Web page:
Risk-taking is key if development gets to a cross-roads in a project, says Mr Holdsworth. “There might be three paths to go down. What you can do is go down all three. That doesn’t happen all the time, but what that means is you can push through. Sometimes spin-offs from research and development are greater than the original objective.”

One example is a product development in which Pultron’s polymer scientist lifted the tensile strength and modulus of elasticity. Also known as Young’s Modulus, the modulus of elasticity is a measure of how a material or structure will deform and strain when placed under stress. The strength of a material is measured in gigapascals (GPa).

“We’ve lifted our modulus from 50 to 60 GPa. This means you can use less fibreglass to get the same performance,” he says. “A key factor in the organisation is that the people who generate ideas need to have the psychological safety to give something a go.

“When you do R&D, you do have failures. The critical thing is to fail quickly and cheaply. If you are in an organisation where your staff don’t feel comfortable taking risks, that is a risk.”

Cross-bars in cross hairs

Pultron foresees a need to replace the wooden cross-bars on New Zealand’s power-poles.
“The cross-bar is a target for us,” says Mr Holdsworth. “The wooden cross-bar industry will be displaced in five years time. Environmentally it means less harvesting of hardwood.

“Fibreglass is the obvious alternative. It is stronger, safer and longer lasting. What is exciting is we are in the substitution business.”

Industry clusters

A co-operative approach known as industry clustering is on the table for this district since the Economic Development Agency (EDA) was formed in Gisborne. An industry cluster is a geographic concentration of interconnected businesses, suppliers and associated institutions in a particular field. Clusters can increase productivity.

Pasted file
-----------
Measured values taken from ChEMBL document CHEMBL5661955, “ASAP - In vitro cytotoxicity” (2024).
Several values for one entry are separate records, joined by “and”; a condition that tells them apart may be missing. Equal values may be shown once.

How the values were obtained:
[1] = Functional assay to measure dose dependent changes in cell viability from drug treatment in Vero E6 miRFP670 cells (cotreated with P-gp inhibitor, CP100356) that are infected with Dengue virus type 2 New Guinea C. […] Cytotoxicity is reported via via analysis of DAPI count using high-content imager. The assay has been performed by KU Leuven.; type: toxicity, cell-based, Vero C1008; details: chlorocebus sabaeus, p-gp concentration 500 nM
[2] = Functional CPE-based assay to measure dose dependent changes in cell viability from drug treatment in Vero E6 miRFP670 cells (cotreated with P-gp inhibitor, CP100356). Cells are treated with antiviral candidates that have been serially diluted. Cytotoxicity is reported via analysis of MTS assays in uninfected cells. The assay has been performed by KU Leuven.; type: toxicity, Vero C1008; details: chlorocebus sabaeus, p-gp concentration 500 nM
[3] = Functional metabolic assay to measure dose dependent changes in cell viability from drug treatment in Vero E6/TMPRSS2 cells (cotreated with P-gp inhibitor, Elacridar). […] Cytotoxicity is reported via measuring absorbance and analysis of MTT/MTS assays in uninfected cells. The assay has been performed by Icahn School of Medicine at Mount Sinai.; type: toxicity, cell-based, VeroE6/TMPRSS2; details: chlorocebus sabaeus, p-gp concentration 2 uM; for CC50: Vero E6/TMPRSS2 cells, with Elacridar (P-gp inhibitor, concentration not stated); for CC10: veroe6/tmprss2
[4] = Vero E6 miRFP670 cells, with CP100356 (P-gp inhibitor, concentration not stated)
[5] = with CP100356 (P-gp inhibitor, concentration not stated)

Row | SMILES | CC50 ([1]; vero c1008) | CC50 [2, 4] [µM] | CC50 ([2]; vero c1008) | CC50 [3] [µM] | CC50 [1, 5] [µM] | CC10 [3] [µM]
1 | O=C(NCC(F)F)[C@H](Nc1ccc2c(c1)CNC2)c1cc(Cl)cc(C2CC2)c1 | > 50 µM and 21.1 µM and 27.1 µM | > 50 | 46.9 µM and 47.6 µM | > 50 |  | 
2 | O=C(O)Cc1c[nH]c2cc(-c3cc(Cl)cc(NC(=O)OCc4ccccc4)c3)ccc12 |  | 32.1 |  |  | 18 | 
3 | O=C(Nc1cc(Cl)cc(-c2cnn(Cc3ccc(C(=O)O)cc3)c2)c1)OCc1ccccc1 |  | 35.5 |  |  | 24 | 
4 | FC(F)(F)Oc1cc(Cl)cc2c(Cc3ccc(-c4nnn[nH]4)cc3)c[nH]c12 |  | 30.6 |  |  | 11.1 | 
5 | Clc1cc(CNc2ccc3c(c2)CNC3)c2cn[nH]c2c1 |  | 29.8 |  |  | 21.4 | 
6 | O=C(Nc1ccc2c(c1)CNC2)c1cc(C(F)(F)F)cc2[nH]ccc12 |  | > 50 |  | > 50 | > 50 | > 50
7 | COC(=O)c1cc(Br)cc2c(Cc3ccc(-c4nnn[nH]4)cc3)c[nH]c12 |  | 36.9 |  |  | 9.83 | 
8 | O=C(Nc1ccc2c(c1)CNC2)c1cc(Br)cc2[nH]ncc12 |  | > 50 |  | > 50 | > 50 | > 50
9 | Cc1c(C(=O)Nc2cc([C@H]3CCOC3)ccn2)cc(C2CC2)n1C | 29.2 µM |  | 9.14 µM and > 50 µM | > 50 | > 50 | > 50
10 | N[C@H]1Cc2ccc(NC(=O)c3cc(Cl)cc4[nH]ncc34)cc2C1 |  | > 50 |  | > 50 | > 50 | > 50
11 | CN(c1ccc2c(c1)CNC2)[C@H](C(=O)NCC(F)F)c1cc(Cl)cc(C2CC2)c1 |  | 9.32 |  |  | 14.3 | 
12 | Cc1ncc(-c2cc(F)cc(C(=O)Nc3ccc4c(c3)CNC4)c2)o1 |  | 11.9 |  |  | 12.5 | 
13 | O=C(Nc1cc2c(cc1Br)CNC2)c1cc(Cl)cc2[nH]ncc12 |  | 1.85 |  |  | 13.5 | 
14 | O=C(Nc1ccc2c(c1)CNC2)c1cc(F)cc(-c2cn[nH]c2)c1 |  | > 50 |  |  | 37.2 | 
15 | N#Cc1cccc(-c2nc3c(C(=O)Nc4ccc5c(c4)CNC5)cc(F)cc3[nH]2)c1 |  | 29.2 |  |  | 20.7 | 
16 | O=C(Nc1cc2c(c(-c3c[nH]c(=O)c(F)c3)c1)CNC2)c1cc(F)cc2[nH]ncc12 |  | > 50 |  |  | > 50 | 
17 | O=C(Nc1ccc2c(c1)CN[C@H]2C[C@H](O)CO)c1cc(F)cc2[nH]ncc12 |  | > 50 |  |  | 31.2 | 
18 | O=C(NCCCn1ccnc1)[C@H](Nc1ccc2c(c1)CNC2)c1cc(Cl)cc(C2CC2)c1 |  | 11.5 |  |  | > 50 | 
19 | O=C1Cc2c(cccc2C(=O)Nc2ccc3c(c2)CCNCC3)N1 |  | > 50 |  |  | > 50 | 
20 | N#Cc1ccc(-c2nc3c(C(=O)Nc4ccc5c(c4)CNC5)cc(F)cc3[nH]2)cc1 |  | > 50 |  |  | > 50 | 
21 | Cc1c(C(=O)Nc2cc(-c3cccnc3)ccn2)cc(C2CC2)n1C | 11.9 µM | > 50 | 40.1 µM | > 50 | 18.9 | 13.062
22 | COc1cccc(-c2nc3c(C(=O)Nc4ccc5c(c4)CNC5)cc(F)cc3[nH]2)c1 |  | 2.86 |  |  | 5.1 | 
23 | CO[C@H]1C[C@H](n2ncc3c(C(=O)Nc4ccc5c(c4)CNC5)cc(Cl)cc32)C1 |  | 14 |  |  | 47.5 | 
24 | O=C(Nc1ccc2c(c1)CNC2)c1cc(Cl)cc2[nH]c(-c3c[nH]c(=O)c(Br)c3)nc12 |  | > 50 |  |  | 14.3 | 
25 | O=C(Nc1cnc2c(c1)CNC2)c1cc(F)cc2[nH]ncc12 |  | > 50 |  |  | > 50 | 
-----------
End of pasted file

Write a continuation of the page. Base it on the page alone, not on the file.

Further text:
“That could potentially open up some markets that do not otherwise exist,” Mr Holdsworth says.

The object of the cluster is to realise latent potential in Gisborne by sharing information from company to company to help drive economic activity, and he believes the strongest economies have clusters of businesses.

An industry cluster represents an entire chain of an industry, from suppliers to end products. It includes supporting services and specialised infrastructure.

According to a San Diego Association of Governments website, cluster industries are geographically concentrated and “inter-connected by the flow of goods and services, which is stronger than the flow linking them to the rest of the economy. Clusters include both high and low-value added employment.”

The industry cluster concept was popularised by Michael Porter in his 1990 book The Competitive Advantage of Nations. Clusters have the potential to affect competition in three ways according to Porter: by increasing productivity of the companies in the cluster, by driving innovation in the field, and by stimulating new businesses in the field.

“One of the interesting things is if there is a forestry cluster, Pultron would join such a cluster because we could fertilise that industry with our knowledge,” says Mr Holdsworth. “That would create economic growth for the region and ourselves.

“If the modulus of wood is 10 GPa and fibreglass is 50 GPa, we could introduce a fibreglass step into a wooden beam so it is a composite of wood and fibreglass. This would increase the modulus of the beam from 10 GPa to 16GPa.”

Source: gisborneherald.co.nz